Play takes place mainly at home (89.7%) in the evening; however one in ten women preferred playing in the workplace.
Nearly 40% of respondents said they visited message boards or forums, contradicting previous perceptions of online gambling as a rather solitary activity. Message forums are visited to get information about sites (53% say they visit for this purpose), to have a general read and catch up on news (40% and 37% respectively), as well as find out about promotional offers (the most popular of all, cited by 65% of respondents).
Wagers and winning
The typical wager is between £15-30 a session in casino games and poker players said they typically played with 2-10% of their bankroll at any one time. In a further sign of realism about their chances, a third of poker players say that the game required more skill than luck, yet most say they were simply 'averagely' skilled.
Reasons for playing at specific casino sites
The most important single motivator for playing at a particular casino site is its bonuses (75%), followed by game variety (62%), deposit method and reputation (both 56%) and then promptness of payouts (54%).
The poker results provide a fascinating snapshot into the area of multi-table play. The majority of players play one (24%), or two (also 24%) tables at a time, however researchers were able to ascertain that after four tables, concentration drifts significantly and leads to dramatic drop off in success. Likewise, the optimum amount of the bankroll that a player should use is 2-10% at any one table to maximise winnings.
Both casino and poker players were more likely to do well financially if they refrained from chasing losses and were unbiased in their approach i.e. not influenced by previous hands/game outcomes - all players might do well to take note here.
Andrew Beveridge, CEO, eCOGRA comments on the findings: "These findings are a salutary reminder about the vast majority of players who enjoy this form of entertainment responsibly. Our job is to signpost players towards those operators who are meeting the majority's expectations regarding fair play, responsible operator conduct and provisions to address problem gambling. We are encouraged by much of the feedback, but also recognise that we still have some way to go.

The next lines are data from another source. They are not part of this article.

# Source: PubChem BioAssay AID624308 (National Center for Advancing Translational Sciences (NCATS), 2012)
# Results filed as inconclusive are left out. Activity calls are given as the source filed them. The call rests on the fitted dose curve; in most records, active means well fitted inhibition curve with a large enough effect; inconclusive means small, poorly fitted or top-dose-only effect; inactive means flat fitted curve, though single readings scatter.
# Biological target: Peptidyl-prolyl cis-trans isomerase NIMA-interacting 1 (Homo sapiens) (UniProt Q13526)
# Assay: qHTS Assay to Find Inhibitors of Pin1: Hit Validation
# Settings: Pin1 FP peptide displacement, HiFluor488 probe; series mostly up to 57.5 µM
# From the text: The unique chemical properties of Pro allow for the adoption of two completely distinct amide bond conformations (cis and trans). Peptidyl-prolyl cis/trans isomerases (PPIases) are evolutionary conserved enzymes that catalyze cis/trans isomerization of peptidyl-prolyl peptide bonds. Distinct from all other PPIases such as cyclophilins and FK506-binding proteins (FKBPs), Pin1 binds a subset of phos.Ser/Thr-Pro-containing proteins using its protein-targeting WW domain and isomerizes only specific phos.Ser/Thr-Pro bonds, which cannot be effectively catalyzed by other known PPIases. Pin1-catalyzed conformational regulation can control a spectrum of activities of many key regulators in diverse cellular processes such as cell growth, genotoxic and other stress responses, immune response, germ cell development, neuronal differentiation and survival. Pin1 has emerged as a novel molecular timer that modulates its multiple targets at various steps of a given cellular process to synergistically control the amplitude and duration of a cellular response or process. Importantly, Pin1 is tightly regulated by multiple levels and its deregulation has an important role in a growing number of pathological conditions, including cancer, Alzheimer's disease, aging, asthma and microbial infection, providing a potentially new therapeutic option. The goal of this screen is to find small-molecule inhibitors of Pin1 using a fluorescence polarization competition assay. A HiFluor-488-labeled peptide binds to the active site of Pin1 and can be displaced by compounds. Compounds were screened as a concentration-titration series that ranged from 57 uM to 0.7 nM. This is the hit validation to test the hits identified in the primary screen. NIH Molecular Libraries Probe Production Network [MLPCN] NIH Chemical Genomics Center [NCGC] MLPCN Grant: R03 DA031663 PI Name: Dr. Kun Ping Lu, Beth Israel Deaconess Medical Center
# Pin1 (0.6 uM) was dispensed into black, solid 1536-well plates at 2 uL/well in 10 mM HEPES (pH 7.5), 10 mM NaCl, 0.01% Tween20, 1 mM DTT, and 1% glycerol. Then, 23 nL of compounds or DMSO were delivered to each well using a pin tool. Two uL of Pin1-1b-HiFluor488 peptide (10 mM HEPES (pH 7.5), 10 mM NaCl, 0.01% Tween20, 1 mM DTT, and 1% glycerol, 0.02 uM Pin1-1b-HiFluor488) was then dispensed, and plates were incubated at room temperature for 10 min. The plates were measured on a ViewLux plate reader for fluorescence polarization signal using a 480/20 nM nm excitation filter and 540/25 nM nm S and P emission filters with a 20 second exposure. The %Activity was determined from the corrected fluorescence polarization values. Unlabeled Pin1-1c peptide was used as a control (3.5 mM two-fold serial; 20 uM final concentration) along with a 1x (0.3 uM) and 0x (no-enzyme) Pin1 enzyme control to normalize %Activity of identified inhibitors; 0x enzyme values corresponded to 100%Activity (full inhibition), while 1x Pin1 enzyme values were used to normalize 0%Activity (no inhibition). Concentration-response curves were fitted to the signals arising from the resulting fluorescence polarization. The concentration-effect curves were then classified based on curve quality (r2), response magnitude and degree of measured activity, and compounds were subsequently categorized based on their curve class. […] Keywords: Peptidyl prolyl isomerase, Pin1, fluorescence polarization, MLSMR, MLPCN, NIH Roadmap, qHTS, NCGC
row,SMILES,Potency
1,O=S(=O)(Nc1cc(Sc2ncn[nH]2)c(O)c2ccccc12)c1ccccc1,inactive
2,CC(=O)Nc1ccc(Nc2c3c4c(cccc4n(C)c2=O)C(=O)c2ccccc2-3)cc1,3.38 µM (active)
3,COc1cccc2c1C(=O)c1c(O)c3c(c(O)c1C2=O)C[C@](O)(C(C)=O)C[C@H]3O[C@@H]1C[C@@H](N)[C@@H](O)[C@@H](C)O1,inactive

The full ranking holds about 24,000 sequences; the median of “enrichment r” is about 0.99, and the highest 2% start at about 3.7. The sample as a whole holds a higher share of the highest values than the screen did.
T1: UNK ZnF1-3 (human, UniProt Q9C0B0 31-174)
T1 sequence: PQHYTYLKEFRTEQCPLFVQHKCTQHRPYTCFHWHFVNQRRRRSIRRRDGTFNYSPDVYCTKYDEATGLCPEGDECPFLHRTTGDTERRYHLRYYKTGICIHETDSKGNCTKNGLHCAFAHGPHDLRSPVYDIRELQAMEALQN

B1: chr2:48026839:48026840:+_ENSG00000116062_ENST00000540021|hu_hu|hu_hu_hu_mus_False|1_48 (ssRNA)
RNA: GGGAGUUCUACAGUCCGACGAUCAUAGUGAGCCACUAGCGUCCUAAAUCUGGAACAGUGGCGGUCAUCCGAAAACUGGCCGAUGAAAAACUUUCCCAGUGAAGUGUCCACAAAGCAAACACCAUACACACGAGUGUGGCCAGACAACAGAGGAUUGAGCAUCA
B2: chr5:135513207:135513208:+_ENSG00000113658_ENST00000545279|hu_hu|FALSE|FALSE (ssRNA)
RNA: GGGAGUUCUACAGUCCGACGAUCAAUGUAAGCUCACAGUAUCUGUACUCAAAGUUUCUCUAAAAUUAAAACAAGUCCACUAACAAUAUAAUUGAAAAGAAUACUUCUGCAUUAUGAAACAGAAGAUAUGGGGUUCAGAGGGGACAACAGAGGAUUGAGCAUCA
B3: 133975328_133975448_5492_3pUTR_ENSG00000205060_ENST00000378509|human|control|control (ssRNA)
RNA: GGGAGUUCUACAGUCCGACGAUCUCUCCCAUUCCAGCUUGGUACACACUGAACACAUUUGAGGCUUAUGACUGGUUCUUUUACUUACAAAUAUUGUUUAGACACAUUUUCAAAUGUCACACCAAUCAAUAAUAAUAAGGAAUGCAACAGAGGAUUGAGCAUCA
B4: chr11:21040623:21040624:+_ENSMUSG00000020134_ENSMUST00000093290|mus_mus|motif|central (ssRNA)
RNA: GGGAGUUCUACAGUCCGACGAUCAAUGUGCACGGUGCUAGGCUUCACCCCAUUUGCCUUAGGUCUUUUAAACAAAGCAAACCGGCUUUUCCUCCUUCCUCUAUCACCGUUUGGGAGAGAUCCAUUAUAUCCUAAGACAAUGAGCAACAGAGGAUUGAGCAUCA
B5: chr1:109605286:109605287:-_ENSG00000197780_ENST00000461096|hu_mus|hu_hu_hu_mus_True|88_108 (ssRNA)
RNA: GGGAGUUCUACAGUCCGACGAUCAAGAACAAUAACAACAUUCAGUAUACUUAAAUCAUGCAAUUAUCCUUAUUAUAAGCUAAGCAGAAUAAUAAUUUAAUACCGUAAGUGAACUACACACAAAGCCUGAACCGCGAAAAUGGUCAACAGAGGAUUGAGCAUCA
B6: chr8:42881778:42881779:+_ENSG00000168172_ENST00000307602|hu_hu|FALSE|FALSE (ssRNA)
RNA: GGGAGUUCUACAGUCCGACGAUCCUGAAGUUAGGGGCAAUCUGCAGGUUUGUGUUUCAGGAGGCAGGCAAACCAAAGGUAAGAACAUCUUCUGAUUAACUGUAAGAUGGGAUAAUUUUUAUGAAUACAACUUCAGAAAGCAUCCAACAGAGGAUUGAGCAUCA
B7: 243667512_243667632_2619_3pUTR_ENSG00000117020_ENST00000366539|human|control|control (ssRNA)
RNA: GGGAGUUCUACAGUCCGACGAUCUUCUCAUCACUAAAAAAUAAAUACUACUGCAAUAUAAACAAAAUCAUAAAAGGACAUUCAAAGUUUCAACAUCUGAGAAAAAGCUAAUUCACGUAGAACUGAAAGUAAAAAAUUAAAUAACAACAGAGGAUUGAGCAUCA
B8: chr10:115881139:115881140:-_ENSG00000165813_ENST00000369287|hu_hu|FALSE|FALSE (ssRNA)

"This report provides invaluable information that will shape our approach for the next year as we continue to provide players with a 'gold standard' level of protection. We are delighted that the vast majority of players who responded were supportive of eCOGRA's efforts and we hope this endorsement will encourage those within the industry that have yet to apply for our 'Play it Safe' seal, to do so over the coming year."
Jonathan Parke, International Gaming Research Unit, says, "This is exciting research in many ways. Not only does it mark the first significant research collaboration between academia and the Internet gambling industry to date, but it is also the largest research initiative ever carried out in this area. There are many interesting findings: some of which reinforce previous assumptions; some of which provide a fresh understanding of player behaviour and attitudes."
Professor Leighton Vaughan Williams, Director of the Betting Research Unit at Nottingham Trent University, comments, "The importance of this research for our understanding of the online gambling phenomenon cannot be overstated. The findings of this groundbreaking collaboration between academics and practitioners will have a significant, positive role in influencing the thinking of policy-makers, regulators and operators alike".